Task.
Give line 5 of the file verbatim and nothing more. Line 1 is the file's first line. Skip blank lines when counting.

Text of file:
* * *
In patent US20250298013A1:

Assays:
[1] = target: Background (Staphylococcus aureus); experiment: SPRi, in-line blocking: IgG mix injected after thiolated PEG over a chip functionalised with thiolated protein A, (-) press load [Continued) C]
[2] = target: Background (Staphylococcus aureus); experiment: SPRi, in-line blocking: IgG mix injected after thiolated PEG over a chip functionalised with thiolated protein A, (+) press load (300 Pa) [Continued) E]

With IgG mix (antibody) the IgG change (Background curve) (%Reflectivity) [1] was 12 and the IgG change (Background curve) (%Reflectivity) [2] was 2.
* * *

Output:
With IgG mix (antibody) the IgG change (Background curve) (%Reflectivity) [1] was 12 and the IgG change (Background curve) (%Reflectivity) [2] was 2.